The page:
Safe Solutions

Rear-end incidents

When a roofing worker is driving a company vehicle, nothing is more important than driving safely. It truly can be a matter of life and death.

For example, a recent rear-end collision that resulted in a multimillion dollar insurance claim involved a roofing worker who was driving with a suspended license. He caused a multiple-vehicle rear-end collision that resulted in a fatality. The roofing worker was charged with negligent homicide, negligent injury, careless operation of a motor vehicle and driving with a suspended license. The roofing contractor was charged with criminal negligence and had to contribute substantially to the claim because it was more than the $1 million insurance policy limit.

Rear-end collisions are one of the most frequent types of motor vehicle accidents. Vehicle incident reports indicate such accidents are caused by sudden stops at intersections, grade crossings or passenger stops, and slowing in preparation for turns. Following are some methods to help any employee who drives prevent rear-end collisions.

A common problem

A worker's actions may be the cause of a rear-end collision in which his vehicle is the first to be struck from behind. If a worker stops abruptly, the driver of the vehicle behind him may be able to stop, but additional vehicles may not be able to stop in time. Remind your workers heavier, faster vehicles need more time to stop than lighter, slower vehicles.

Another method to prevent rear-end collisions is to observe safe following distances. The recommended safe following distance for private passenger vehicles is expressed as three seconds of elapsed time when vehicles pass a fixed object. For heavier vehicles, following distance should increase depending on the vehicle's weight and load it is carrying. Following distances also should increase during inclement weather or if other dangerous driving conditions exist. Add an additional second for each adverse condition. Other factors may require adding distance, such as when a worker is following a motorcycle—motorcycles can stop more quickly than trucks. If a truck is following a worker too closely, the roofing worker should slow down, move to the right and give the truck every opportunity to pass.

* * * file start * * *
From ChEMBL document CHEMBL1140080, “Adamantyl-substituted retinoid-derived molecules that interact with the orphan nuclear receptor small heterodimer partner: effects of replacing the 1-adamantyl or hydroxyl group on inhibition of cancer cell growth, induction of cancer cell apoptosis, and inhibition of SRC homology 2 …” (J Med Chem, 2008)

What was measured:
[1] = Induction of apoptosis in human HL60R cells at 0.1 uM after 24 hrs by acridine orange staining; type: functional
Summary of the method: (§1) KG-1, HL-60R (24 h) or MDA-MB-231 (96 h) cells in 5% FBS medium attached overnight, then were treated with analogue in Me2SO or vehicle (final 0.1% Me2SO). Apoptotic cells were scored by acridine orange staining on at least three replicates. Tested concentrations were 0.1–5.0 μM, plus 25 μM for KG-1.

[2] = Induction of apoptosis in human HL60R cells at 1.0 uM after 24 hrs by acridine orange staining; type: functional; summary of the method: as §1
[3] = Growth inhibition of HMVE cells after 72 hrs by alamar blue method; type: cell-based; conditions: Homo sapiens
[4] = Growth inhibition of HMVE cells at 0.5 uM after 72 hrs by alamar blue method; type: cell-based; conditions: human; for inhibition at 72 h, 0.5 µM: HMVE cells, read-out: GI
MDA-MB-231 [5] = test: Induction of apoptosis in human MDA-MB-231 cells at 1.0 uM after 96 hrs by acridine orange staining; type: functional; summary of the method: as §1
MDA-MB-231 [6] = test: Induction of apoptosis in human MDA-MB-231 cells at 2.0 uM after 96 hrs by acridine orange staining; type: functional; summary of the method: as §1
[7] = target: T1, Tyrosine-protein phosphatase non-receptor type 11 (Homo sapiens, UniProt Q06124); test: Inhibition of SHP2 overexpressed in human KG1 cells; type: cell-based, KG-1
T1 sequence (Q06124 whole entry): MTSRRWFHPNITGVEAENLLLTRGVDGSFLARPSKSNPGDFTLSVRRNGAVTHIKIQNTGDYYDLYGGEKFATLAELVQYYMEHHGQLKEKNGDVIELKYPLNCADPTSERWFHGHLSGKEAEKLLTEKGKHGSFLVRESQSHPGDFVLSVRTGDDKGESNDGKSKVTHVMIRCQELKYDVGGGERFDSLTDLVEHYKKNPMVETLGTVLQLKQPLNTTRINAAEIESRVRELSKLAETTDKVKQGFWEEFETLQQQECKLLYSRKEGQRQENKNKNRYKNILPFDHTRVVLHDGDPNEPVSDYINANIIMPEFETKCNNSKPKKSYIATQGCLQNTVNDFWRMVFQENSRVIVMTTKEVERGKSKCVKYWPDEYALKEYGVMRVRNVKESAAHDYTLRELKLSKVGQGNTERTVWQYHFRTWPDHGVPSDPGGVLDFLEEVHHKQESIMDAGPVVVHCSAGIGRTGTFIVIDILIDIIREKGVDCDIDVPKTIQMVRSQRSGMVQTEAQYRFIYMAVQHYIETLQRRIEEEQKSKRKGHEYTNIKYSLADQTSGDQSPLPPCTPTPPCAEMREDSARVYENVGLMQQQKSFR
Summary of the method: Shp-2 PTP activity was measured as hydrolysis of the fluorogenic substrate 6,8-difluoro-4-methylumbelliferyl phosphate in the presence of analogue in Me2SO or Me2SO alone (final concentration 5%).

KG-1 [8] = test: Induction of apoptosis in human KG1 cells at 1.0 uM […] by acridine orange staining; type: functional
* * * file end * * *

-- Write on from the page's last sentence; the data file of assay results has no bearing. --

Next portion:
To determine whether he has established the minimum safe following distance, a worker should pick out a fixed object, such as a speed-limit sign or light pole. When the vehicle ahead of him passes that marker, he should begin counting until his vehicle is in line with the marker. Following distance should be adjusted accordingly. A worker should practice calculating proper intervals so he can better judge safe following distances with various speed limits and driving conditions.

Another basic defensive driving skill is scanning ahead. By simply watching the traffic situation, a roofing worker can anticipate the need to adjust his driving speed or stop. Additionally, he always should pull over to the side of the road in a safe place if he has to look at a map, read paperwork, or answer a cellular telephone or radio call.

The program

To reduce the risk of rear-end collisions, your safe-driving program should include:

  • A written procedure that requires all drivers to maintain at least a three-second following distance during ideal driving conditions; additional seconds should be added for loads and less-than-ideal conditions
  • A written procedure prohibiting or limiting activities while driving, such as eating, map reading and cellular telephone use
  • Separate periodic safety meetings for all drivers; training sessions for new drivers; and written acknowledgement by drivers of all driving procedures
  • A supervisor driving an unmarked vehicle and observing a new driver and/or riding with a new driver to ensure the company's procedures are being followed
  • Regular reminders to drivers about the company's safe-driving procedures
  • Daily vehicle inspection reports to ensure road worthiness of vehicles

Driving defensively

A defensive driver will do everything to reasonably prevent a vehicle incident. By practicing gradual stops, scanning ahead and keeping safe following distances, a worker will help protect himself from injury, prevent injury to others, minimize vehicle and operational downtime, and reduce expenses and increased insurance costs associated with vehicle incidents.

Leslie Kazmierowski, CPCU, is NRCA's insurance programs manager.


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